Daily Archives: October 29, 2021

Sight and Sound Ten Best List 2021

Jonathan Rosenbaum, film critic

1. First Cow (Kelly Reichardt)

2. Her Socialist Smile (John Gianvito)

3. Tiong Bahru Social Club (Tan Bee Thiam)

4. Martin und Hans (Mark Rappaport)

5. John Farrow Hollywood’s Man in the Shadows

    (Claude Gonzalez & Frans Vanderburg)

6. While We Were Here (Sunčica Fradelić) 

7. Letters from the Ends of the World (a dozen of the first

    graduates of Béla Tarr’s FilmFactory)

8. Uncut Gems (Josh & Benny Saftie)

9. Cry Macho (Clint Eastwood)

An incomplete list of nine titles for an incomplete, pandemic year that cries out for updates and afterthoughts. That may help to explain why many items here are at least partially films/videos about films/videos (and at least one item, Letters…, is about the pandemic). Having to compile a so-called ‘2021’ list in October compels me to add Uncut Gems, seen too late in 2020 to make it onto last year’s list. Read more

A Film of the Future

I truly regret not being able to illustrate this early piece for the Reader, published in September 1987, with the sort of illustrations its awesome landscapes deserve. In fact, the only other film by Tian Zhuangzhuang (see photo above) that I’m aware of that’s comparably impressive from this standpoint is his extraordinary Delamu (or, in Chinese, Cha ma gu dao xi lie), a 2004 documentary that’s even more neglected, at least in this country (see the photo below, immediately after the absurdly small landscape photo from The Horse Thief).[2020 postscript: Happily, illustrations are now more readily available; see below and http://www.dvdbeaver.com/film2/DVDReviews30/the_horse_thief_blu-ray.htm]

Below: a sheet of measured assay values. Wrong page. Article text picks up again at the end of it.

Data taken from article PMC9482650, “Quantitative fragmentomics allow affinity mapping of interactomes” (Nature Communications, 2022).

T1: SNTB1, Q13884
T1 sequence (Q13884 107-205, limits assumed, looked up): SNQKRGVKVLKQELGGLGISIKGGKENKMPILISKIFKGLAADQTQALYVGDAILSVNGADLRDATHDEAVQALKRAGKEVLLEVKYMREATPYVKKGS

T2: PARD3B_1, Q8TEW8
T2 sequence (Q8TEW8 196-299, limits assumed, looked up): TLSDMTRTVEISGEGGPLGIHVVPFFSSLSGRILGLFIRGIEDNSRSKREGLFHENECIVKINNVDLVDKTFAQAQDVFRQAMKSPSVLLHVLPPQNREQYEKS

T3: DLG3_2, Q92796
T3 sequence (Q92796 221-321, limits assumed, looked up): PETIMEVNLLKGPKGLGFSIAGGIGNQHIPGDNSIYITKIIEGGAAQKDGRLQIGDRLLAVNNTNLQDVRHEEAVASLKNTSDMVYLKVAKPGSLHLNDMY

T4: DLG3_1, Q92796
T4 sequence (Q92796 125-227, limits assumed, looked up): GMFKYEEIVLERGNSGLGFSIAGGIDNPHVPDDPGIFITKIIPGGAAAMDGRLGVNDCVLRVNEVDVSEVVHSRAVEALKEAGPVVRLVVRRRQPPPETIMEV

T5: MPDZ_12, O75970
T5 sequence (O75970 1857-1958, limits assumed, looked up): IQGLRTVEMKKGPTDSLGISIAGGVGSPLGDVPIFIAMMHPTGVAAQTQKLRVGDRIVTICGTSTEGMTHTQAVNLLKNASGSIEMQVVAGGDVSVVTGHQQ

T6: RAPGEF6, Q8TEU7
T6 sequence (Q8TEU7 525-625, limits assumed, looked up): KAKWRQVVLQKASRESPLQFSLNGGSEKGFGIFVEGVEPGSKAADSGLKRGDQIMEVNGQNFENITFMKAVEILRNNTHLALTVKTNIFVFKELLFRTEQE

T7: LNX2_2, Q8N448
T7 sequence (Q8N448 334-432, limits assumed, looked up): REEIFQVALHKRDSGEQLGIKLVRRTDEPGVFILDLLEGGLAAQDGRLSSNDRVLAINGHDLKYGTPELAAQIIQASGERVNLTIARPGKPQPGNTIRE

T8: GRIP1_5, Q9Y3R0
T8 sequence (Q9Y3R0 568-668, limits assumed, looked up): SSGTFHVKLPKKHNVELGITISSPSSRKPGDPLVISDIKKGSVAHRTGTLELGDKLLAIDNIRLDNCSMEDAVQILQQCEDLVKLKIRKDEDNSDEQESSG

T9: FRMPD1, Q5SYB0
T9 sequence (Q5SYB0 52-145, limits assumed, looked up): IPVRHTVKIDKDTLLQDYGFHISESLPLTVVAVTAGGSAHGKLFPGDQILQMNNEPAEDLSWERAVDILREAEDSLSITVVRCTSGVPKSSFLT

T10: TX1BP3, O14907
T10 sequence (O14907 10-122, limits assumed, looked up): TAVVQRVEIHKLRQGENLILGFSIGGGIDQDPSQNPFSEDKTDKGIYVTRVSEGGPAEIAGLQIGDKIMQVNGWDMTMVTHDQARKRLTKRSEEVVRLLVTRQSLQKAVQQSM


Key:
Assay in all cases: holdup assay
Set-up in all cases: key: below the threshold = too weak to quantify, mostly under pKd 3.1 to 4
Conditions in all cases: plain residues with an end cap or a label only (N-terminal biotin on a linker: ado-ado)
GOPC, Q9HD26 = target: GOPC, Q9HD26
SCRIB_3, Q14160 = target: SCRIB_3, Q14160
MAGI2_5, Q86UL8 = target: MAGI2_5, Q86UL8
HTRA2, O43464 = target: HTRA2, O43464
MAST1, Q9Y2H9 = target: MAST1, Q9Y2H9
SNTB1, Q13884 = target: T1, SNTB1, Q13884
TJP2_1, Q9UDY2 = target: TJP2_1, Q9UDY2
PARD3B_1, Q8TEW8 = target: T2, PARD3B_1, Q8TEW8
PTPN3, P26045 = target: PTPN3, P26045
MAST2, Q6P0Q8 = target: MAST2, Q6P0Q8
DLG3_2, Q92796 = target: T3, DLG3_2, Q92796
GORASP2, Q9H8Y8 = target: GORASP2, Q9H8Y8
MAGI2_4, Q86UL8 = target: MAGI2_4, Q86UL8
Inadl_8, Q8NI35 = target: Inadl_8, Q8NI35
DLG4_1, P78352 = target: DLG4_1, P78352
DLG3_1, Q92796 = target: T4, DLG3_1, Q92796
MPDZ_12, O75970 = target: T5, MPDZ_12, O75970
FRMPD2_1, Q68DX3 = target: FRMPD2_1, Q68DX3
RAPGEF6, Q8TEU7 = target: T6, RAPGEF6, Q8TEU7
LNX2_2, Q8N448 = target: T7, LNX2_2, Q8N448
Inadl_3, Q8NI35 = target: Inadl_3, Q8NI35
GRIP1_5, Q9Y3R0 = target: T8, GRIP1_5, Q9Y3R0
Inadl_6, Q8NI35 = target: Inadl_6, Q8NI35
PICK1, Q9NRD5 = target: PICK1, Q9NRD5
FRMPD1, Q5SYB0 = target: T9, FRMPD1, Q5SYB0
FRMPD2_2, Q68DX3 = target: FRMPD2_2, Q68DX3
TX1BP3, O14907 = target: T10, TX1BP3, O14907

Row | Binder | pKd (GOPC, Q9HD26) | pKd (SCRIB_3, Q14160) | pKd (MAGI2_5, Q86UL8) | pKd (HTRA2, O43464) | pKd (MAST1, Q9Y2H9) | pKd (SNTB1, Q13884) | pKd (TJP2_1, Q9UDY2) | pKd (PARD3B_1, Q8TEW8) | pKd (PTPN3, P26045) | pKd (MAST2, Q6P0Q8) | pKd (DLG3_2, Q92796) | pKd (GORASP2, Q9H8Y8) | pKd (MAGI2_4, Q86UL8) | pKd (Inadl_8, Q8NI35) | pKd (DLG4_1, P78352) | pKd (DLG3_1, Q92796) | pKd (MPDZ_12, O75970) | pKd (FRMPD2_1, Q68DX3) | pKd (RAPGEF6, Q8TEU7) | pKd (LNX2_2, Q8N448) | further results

horse-thief-tian

The Horse Thief 4

It’s worth adding that one can now obtain The Horse Thief inexpensively, letterboxed and with English subtitles, at www.yesasia.com/us/1005182257-0-0-0-en/info.html. And see the previous link for a Blu-Ray.–-J.R.

 

THE HORSE THIEF

**** (Masterpiece)

Directed by Tian Zhuangzhuang

Written by Zhang Rui

With Cexiang Rigzin and Dan Jiji.

By Jonathan Rosenbaum

If the two aesthetically richest decades in the history of cinema have been the 1920s and the 1960s, it is in no small part due to the fact that it was during these two golden ages that film came closest to becoming a universal language. Read more

Teenage Wasteland [BATMAN RETURNS]

From the Chicago Reader (June 26, 1992). — J.R.

BATMAN RETURNS

* (Has redeeming facet)

Directed by Tim Burton

Written by Daniel Waters and Sam Hamm

With Michael Keaton, Danny DeVito, Michelle Pfeiffer, Christopher Walken, Michael Gough, Pat Hingle, Michael Murphy, Cristi Conaway, and Andrew Bryniarski.

Even the title of Batman Returns is something of a lie, referring not to the fictional world of the story — where Batman can’t be said to return because he’s never been away — but to the dent this sequel is supposed to make in our lives. But how much of a dent can it make when it has virtually no characters, no plot, no fictional world, no mise en scene, no ideas, no developed feelings, no inspiration, no adventure, no sense of inner necessity beyond its status as an investment and marketing tool? It’s arrested development on every possible level.

Like everyone else who squeezed into Webster Place’s after-midnight shows on opening night, I was primed for some sort of revelation, however minor. It didn’t have to be elation; a good dose of mean-spirited negativity might have sufficed. I was ready for anything that could qualify as a mood changer — or barring that, a simple harking back to the original Batman, which had plenty of flaws but at least could boast the demonic vigor of Jack Nicholson’s Joker and his nihilistic media crimes, and a certain obsessional uniformity of mood and decor. Read more